Iceland is a global leader in transitioning from fossil to clean power. Can the UK pick up some valuable teachings?
According to the UN, in an era when climate change is making it necessary for countries around the world to implement sustainable energy solutions, Iceland presents an intriguing example.
Today, almost 100% of the electricity consumed in this small country of 330,000 people comes from renewable energy. In addition, 9 out of every 10 houses are heated directly with geothermal energy.
But it wasn’t always like this. For centuries, the geothermal resource was limited to washing and bathing, while hydropower production started out in the twentieth century with only a few megawatts of power generation. In fact, until the early 1970s, the largest share of the country’s energy consumption was derived from imported fossil fuels.
So what did Iceland do?
From imported fossil fuels to almost 100% renewables in 30 years
Glancing through the UN’s, and indeed other Icelandic resource pages, illustrates an interesting tale. Iceland’s transition came about because the country could not withstand oil price fluctuations occurring due to a number of crises affecting world energy markets.
It therefore required a stable and economically feasible domestic energy resource for its isolated location on the edge of the Arctic Circle.
So frankly, the initial driver, back in the 70’s, wasn’t environmental. It was socioeconomic. “It was the 1973 oil crisis with the 70% price increases,” comments Kasia Thomlinson, Risk Manager, BiU.
“So, the government established a geothermal Drilling Mitigation Fund which loaned money for research and test drilling, even if this failed the Fund recovered the costs, making the options far more favourable over fossil alternatives.”
Scale and cash
In addition to the Fund, a legal framework also made it more attractive for households to connect to the new geothermal district-heating network rather than to continue using fossil fuels.
Simultaneously, Iceland started to focus on large-scale hydropower development, which attracted large international industrial energy developers. The goal was to lure new industries to Iceland in order to diversify its economy, create jobs and establish a nationwide power grid.
The UN writes it was the combination of these developments that created the Iceland of our times.
These themes sound very familiar to elements like feed in tariffs or grant funding for homes and industry in the UK to invest in solar power for example. But the difference appears to be Iceland’s joined up, more viable approach across industry, community and the legislature.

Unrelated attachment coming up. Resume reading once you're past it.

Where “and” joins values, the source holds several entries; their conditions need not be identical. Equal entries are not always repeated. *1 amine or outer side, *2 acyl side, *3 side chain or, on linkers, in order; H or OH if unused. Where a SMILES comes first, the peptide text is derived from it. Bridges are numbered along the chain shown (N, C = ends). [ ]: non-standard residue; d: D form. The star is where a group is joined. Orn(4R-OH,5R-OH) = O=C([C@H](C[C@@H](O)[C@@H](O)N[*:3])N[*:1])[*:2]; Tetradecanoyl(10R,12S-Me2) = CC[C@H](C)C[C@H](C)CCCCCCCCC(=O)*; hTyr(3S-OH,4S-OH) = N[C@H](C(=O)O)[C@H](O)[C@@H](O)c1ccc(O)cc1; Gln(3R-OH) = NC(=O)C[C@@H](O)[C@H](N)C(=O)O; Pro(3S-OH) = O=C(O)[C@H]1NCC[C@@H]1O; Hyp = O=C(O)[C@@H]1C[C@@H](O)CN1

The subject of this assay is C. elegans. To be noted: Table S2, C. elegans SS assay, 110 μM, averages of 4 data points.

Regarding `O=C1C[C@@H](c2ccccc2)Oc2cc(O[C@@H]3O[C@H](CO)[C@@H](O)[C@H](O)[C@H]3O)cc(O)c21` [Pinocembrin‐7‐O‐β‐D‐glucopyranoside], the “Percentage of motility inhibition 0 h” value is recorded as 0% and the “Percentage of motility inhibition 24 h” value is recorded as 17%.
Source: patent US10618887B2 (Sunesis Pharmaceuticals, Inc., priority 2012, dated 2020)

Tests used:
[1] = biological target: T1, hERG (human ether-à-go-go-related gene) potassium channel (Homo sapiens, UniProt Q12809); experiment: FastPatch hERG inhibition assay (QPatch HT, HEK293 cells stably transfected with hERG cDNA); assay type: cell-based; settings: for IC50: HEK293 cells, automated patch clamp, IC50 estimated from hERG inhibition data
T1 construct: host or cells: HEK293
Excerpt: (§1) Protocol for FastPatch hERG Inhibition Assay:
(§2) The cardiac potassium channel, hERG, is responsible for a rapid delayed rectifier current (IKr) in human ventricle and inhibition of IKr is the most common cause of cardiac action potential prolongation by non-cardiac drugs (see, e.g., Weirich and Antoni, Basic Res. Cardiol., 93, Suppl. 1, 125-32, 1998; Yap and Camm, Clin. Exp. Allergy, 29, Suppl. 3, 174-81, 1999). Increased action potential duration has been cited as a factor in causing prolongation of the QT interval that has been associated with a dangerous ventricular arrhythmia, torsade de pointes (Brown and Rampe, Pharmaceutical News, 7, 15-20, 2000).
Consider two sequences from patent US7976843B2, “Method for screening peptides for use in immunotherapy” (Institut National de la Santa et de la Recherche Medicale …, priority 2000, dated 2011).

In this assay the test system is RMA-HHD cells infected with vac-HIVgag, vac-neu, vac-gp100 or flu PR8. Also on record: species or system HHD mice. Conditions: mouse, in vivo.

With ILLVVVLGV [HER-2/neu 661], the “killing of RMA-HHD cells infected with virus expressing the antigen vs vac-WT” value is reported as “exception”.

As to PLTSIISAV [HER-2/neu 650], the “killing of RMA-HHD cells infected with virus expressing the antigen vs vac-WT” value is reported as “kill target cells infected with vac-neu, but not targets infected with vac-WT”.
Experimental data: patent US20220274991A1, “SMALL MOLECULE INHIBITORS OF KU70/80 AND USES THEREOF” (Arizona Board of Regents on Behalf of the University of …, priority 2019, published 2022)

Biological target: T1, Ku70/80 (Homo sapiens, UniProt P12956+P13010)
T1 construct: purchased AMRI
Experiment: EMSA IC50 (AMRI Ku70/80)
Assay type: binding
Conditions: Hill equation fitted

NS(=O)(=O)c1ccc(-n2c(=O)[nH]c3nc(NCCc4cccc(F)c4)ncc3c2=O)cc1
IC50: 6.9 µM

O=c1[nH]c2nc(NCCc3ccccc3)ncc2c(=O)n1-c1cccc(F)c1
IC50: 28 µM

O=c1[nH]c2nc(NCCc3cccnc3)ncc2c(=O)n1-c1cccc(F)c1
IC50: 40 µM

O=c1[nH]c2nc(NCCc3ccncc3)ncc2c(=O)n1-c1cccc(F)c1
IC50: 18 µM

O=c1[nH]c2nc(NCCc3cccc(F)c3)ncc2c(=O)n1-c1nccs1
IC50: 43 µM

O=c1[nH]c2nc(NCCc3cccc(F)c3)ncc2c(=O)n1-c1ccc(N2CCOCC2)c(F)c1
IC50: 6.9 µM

It is, for example, tough to imagine any UK funding offering cost recovery for a failed green energy project; there would be uproar in the Commons at shelling out for failed green energy businesses. Equally, feed in tariffs, cash support and grant or funding mechanisms are largely turned off or realigned as soon as clean energy sectors reach any scale within these shores.
The UK therefore has shared concepts with Iceland, but not their depth or long termism. And the UK has something of an addiction to massive, highly expensive long term nuclear energy contracts, whereas Iceland’s mechanisms focused differently.
So, Iceland established vital cohesion and collaboration between municipalities, government and the public during the early stages of transition. This is still lacking today in the UK in terms of clean energy.
Equally, Iceland’s government remains very forward facing. On June 23, 2020, most countries were grappling with Coronavirus themes. Iceland, contrastingly, was launching a new Climate Action Plan, expected to achieve a 35% reduction in greenhouse gas emissions by 2030. Over a five-year period, from 2020 to 2024, ISK 46 billion will be allocated to the major climate actions. The Action Plan consists of 48 measures, including 15 new ones, which have been added since the first version of the plan was released in the autumn of 2018.
Summing up the difference
Overall, the message from Iceland appears to be that futurist clean energy thinking needs to be embedded across all elements of a country and a society, in a long term, truly joined up way, to deliver the most meaningful results.
Incentives and support mechanisms must be similarly long term, not frightened by the occasional failure, and not punitive to the success of their sector when success comes. Which surely is the goal of such money after all.
“The long term political vision created the pristine clean energy economy we see currently,” comments Kasia. “As climate change makes sustainable energy solutions vital, Iceland’s transition should serve as a shining example. But we will need strong leadership at all levels to accomplish similar things.”
You could argue that Iceland has a unique geothermal resource, which it has. But the UK has similarly unique marine and wind energy resources, among the most viable on the planet. We are developing these fast, we just need to link everything together more cohesively to truly deliver on our exciting potential.
Further reading: net zero
Today, water shortages and the role of business are in the ascendency, but many UK firms still remain unaware of the challenges and scale.
Litter picking heroes from BiU took to St Anne’s beach to voluntarily clean-up – filling dozens of bags of beach waste, and removing plastic pollution, during Keep Britain Tidy’s Clean September E…
Learn all you need to know about carbon offsetting, afforestation (and deforestation), forest carbon credits and more in this special edition webinar with Hartree Partners.
Every year, National Grid ESO’s Future Energy Scenarios publication outlines a number of credible energy possibilities. What’s on the table this year?
A look at how the view and recommendations of the energy sector fares in the first UK Climate Assembly path to net zero report.